Hyrule Warriors Review

Hyrule Warriors Review

Running through Hyrule castle, mowing down thousands of enemies as Link, Zelda, Shiek, or any of the other Legend of Zelda characters sounds like something you’d never see in even your wildest fantasies. Playing as Shiek in a game that isn’t Super Smash Bros. would be a dream come true for most. But as a result of a collaboration between Nintendo and Koei Tecmo, a crossover between The Legend of Zelda and Dynasty Warriors made all of this possible. Omega Force and Team Ninja developed the first Legend of Zelda hack and slash action video game, and let me tell you, Hyrule Warriors is amazing.

The story that drives Hyrule Warriors is brand-new, and outside of the official timeline. Ganondorf’s spirit was split long ago into four fragments, but with the help of a sorceress named Cia (one of the new characters in the Zelda universe,) he attempts to come back. It is told throughout 18 different missions, which take you to different locales and consist of different objectives to fulfill to progress through the story. The main story can take anywhere between 6 to 9 hours on the normal difficulty, depending on how good you are or how fast you intend to blast through it. I won’t lie, it’s not the best story to come from a Zelda game, but it is fairly interesting, and the CGI cutscenes are beautiful.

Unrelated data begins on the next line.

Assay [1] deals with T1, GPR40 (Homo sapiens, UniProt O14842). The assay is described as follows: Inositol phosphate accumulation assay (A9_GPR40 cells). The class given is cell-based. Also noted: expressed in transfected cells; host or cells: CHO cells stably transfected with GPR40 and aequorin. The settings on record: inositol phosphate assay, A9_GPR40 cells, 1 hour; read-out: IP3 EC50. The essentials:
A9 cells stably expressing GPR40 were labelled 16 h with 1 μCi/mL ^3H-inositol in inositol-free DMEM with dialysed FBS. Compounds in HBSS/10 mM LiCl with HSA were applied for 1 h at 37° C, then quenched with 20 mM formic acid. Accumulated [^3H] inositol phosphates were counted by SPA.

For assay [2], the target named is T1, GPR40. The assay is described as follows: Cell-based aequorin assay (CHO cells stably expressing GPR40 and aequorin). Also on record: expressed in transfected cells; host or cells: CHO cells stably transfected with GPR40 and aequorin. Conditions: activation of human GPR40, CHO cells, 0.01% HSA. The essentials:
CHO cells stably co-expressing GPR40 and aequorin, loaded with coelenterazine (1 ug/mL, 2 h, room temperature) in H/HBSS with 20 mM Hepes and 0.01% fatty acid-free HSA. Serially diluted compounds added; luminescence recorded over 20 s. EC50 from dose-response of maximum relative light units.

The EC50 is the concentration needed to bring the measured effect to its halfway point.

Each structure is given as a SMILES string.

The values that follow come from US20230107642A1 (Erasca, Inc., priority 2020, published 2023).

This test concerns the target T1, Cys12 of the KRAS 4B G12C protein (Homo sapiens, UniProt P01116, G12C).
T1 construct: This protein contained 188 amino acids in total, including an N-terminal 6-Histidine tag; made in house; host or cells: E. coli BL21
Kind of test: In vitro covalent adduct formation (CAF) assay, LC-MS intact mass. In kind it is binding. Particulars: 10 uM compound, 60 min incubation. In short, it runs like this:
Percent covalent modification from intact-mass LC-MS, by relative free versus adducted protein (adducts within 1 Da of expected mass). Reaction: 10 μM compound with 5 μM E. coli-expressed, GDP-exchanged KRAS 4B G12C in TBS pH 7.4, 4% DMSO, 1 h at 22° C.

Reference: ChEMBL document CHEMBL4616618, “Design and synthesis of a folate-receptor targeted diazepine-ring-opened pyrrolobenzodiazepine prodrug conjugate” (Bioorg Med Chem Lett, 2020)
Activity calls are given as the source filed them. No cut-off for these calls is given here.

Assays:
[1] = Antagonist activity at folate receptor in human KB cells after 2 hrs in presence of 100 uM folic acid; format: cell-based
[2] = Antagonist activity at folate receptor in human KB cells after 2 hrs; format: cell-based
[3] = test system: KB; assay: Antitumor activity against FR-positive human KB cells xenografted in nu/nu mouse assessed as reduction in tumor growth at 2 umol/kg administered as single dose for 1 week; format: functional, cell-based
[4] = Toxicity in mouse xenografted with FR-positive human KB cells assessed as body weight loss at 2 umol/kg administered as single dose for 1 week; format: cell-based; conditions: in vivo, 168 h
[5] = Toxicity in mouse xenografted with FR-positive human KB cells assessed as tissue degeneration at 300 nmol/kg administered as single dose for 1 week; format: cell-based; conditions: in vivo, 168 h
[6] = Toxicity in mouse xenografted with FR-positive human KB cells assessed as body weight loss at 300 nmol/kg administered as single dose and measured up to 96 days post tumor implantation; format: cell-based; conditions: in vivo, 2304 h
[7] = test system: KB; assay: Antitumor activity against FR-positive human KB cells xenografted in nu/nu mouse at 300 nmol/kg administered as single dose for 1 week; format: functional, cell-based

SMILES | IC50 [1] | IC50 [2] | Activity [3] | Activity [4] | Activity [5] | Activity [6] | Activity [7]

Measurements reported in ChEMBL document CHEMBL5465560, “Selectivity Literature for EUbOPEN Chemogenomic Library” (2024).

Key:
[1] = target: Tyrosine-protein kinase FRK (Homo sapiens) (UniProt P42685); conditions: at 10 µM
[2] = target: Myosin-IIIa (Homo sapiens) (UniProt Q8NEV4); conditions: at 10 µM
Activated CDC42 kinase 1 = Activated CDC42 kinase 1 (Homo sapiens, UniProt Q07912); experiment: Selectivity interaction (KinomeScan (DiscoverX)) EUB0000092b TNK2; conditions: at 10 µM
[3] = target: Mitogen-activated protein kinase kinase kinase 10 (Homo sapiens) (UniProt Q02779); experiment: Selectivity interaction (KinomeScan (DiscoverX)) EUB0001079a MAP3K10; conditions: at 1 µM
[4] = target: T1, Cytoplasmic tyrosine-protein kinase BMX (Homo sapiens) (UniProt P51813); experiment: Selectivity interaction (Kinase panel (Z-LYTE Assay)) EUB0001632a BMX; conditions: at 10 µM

The game itself also looks beautiful in stunning HD, and runs smoothly with any hiccups being rare. Character models are detailed, the maps are vast and colorful. The music is also fantastic, and it really does feel like you’re in a Zelda game, even if the gameplay doesn’t give you that same feeling.